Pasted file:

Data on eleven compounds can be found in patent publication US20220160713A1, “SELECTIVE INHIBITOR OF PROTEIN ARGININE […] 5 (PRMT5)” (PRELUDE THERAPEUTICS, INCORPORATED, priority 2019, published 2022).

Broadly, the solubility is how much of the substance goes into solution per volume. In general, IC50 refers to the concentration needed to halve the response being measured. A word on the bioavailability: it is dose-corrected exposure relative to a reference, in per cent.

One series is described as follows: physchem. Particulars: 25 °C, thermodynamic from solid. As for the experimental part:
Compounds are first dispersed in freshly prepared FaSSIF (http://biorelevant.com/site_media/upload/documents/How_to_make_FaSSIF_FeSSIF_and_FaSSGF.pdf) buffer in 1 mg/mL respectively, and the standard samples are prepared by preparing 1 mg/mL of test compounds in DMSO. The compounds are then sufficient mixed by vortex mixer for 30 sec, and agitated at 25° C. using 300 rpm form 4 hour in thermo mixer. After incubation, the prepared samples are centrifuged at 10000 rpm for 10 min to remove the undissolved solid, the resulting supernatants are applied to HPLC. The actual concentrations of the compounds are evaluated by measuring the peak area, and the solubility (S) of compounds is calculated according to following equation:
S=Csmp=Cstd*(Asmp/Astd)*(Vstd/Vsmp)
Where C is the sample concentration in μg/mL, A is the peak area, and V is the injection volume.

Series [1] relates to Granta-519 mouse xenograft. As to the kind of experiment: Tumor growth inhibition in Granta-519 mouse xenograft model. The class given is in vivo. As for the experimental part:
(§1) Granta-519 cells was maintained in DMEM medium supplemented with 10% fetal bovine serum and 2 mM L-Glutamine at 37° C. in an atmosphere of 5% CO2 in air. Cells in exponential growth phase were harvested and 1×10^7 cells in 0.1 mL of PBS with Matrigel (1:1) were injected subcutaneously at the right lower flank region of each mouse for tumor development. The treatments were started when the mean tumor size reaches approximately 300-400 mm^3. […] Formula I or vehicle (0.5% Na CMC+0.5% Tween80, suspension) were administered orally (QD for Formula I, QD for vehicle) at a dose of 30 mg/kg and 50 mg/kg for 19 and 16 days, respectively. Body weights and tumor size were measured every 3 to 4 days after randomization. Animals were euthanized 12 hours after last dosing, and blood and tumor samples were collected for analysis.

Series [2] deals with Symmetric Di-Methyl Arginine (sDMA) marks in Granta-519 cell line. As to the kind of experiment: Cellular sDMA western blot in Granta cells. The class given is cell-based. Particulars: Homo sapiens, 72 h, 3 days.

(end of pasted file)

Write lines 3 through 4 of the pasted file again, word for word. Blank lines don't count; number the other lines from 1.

One series is described as follows: physchem. Particulars: 25 °C, thermodynamic from solid. As for the experimental part:
Compounds are first dispersed in freshly prepared FaSSIF (http://biorelevant.com/site_media/upload/documents/How_to_make_FaSSIF_FeSSIF_and_FaSSGF.pdf) buffer in 1 mg/mL respectively, and the standard samples are prepared by preparing 1 mg/mL of test compounds in DMSO. The compounds are then sufficient mixed by vortex mixer for 30 sec, and agitated at 25° C. using 300 rpm form 4 hour in thermo mixer. After incubation, the prepared samples are centrifuged at 10000 rpm for 10 min to remove the undissolved solid, the resulting supernatants are applied to HPLC. The actual concentrations of the compounds are evaluated by measuring the peak area, and the solubility (S) of compounds is calculated according to following equation: